Soon after her release, Nazanin Zaghari-Ratcliffe remarked that freedom for a former Iranian political prisoner is never complete since those freed always recall those left behind.
But when five Americans released from Iranian captivity touch down in Qatar on their way back to their families, the mood will be simple, joyous and emotional. By contrast, the drawn out diplomacy that has led to this moment has been the polar opposite – complex, fraught and calculating.
Iranian-US relations, always one long bargain, are in flux, with currents heading in different directions, some towards confrontation and others towards a de-escalation of tensions. It has been unclear for months whether Joe Biden’s administration favoured one option above the other, or indeed preferred the status quo.
But in taking the decision to release $6bn of Iranian oil proceeds frozen in a South Korean bank account by US sanctions the US president prioritised securing the release of the five, some of whom have been in jail for a decade. That is a tribute to the public campaigns calling for their release, but it may also signal a new direction in western diplomacy to Iran.
Biden has taken a double risk; he is taking flak from Republicans who argue the deal will encourage further state hostage-taking and who feel emboldened to claim that confrontation with Iran remains the only viable strategy, as it has ever since Donald Trump in 2018 abandoned the nuclear deal signed in 2015 by Barack Obama.
He also faces criticism from less partisan sources. The deal, after all, has been struck at a time when the Iranian president, Ebrahim Raisi, is selling Iranian-made drones to Russia to hammer down on Ukrainian cities. Some in the diaspora feel that by acting so soon after the first anniversary of the death of Mahsa Amini in a Tehran police cell, the Biden team has shown it puts American self-interest ahead of Iranians’ struggle for human rights. It is at minimum a pragmatic admission that Raisi is politically secure, and the protests are over.
In New York, on the sidelines of the UN general assembly, Raisi’s aides say that Iran will push the US to see if the prisoner swap can lead to wider de-escalation in the region. The obvious place to start would be Yemen. Iranian-backed Houthi rebels were in Riyadh last week for unprecedented peace talks. But Biden would also like to see an elusive normalisation of relations between Saudi Arabia and Israel, something the US president will discuss with the Israeli prime minister, Benjamin Netanyahu, when they meet in New York.
Netanyahu is more focused on using his set-piece speech to the general assembly to issue a fiery warning to the west never to trust Iran, or settle for some touted new informal agreement to constrain Iran’s nuclear programme.
The essence of the informal agreement – a modest Plan B in comparison with the comprehensive 2015 nuclear agreement – is that Iran would agree as a starting point to keep its stock of enriched uranium to 60% purity, close to but below the weapons grade threshold that is necessary to make a nuclear bomb. In return there would be some easing of US sanctions. There is some preliminary sign that Iran may be willing to do that, although in reality that may become part of an indefinite negotiation with the west.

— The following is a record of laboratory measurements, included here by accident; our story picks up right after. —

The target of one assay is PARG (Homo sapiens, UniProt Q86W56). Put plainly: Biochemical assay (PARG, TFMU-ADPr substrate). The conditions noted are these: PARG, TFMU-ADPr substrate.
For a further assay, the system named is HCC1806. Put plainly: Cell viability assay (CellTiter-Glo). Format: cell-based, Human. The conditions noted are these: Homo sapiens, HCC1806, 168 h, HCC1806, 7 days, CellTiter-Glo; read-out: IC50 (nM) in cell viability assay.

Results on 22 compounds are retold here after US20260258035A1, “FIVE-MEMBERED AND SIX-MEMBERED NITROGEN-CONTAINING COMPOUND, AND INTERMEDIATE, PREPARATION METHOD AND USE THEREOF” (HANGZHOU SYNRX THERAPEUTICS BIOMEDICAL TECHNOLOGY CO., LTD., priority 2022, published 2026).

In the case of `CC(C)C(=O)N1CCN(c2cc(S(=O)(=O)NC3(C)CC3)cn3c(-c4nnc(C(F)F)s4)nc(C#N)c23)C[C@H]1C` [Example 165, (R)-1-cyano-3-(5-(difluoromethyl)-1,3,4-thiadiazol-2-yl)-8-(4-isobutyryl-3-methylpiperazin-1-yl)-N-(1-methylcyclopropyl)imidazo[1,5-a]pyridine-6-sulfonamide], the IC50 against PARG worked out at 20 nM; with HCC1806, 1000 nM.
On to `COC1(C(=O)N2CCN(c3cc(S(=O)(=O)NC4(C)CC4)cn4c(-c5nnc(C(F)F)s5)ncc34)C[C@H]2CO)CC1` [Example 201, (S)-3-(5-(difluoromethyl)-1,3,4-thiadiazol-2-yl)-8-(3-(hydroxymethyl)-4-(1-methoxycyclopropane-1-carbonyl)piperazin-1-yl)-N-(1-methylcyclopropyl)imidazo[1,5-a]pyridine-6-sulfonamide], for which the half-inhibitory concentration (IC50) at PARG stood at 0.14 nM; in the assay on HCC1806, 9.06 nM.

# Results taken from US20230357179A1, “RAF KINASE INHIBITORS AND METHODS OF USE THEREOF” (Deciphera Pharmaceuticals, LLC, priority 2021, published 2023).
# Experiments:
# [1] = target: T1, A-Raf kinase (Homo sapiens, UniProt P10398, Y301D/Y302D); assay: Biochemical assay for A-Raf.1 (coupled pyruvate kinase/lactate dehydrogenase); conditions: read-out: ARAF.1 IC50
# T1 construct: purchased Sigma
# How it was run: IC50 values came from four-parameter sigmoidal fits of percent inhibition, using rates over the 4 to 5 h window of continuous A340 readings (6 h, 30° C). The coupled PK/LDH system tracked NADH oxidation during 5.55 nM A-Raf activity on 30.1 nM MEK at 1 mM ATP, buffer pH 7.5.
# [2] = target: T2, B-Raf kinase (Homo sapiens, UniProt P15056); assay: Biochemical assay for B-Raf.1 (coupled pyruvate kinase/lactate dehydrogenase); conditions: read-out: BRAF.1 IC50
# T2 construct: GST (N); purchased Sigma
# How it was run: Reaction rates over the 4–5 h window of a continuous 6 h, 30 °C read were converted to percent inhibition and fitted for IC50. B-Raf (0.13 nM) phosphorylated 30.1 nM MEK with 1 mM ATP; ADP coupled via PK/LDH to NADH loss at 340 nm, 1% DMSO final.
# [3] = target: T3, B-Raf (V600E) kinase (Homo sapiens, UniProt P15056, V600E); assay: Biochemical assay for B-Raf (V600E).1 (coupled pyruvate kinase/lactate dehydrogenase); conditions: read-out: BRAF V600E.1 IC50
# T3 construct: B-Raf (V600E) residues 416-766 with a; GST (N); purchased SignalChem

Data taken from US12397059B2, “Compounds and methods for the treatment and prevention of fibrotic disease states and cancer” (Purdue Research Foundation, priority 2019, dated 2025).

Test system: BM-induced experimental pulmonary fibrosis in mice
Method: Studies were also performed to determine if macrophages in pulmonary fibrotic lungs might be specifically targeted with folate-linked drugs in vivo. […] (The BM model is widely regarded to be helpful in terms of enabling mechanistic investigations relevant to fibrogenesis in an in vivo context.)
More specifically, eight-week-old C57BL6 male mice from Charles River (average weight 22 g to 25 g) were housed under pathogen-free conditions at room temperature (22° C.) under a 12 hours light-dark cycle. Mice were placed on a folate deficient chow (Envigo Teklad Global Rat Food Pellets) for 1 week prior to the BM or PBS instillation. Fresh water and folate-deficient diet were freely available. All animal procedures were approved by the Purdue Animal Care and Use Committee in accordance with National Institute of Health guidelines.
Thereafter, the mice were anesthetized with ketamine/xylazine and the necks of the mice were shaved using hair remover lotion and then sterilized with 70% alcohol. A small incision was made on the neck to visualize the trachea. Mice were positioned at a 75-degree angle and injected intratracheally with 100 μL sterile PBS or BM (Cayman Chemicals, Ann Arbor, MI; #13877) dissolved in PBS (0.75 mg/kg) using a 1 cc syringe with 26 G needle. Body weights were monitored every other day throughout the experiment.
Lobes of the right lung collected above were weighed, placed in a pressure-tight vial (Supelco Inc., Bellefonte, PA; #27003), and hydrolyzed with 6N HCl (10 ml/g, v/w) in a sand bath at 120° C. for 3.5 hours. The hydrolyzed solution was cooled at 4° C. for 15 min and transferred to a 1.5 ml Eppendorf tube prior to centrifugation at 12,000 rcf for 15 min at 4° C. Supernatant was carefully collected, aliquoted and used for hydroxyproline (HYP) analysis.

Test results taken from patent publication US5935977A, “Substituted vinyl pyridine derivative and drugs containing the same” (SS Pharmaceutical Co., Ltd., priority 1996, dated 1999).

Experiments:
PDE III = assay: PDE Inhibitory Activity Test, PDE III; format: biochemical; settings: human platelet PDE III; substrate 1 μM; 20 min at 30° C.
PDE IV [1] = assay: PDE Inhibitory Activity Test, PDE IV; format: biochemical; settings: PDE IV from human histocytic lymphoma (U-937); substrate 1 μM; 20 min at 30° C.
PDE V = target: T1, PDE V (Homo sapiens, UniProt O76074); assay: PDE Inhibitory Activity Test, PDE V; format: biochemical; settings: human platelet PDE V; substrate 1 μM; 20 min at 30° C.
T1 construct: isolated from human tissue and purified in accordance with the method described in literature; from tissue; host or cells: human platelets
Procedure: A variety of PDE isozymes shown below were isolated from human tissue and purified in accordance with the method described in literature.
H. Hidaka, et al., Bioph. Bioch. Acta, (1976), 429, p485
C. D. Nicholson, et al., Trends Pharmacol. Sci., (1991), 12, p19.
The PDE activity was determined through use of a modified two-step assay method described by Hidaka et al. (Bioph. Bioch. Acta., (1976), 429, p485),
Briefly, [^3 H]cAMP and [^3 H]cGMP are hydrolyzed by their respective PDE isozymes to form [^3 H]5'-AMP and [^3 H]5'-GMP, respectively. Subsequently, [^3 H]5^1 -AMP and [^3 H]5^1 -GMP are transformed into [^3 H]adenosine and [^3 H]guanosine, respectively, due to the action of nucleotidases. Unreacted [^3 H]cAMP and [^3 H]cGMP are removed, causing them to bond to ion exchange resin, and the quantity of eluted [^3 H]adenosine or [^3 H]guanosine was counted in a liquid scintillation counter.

Israel, an implacable opponent of the 2015 deal, regards this Plan B as disastrous. At least the original deal, before Trump walked out, restricted the purity to which Iran can enrich uranium to 3.67%. The Israeli national security adviser, Tzachi Hanegbi, warned last week that Israel will have no choice but to act if Iran enriches uranium above 60% purity.
His hostility is partly because Israel also thinks Plan B is unenforceable.
The Vienna-based UN nuclear weapons inspectorate last week was told by Iran in an unprecedented move that a third of its most experienced inspectors would be stripped of their visas, an Iranian response to the UK and European decision not to lift sanctions on Iranian ballistic missiles trade this October, as the original timetable in the 2015 deal stipulated.
The head of the nuclear inspectorate, Rafael Grossi, was clear how this will damage his organisation’s work. He said last Friday: “These inspectors are among the most experiencedagency experts with unique knowledge in enrichment technology. Iran has effectively removed about one-third of the core group of the agency’s most experienced inspectors designated for Iran.”
Earlier in the week, Grossi, an instinctive deal maker, had at a press conference tried to sound the alarm about Iran’s growing breaches of its undertakings, saying he feared they were being “routinised” by the west.
Kelsey Davenport from the Arms Control Association said primarily due to the Iran’s lack of transparency “Iran’s nuclear policy is still trending in the wrong direction”, and if this does not change in the next few months, any window opened for new diplomacy will quickly close.
Against this gloomy backdrop, perhaps the best that the US can do is test the waters in Tehran to see if the prisoner swap changes Iran’s current look east policy, and so permit the tentative informal agreement to become something broader and more substantial.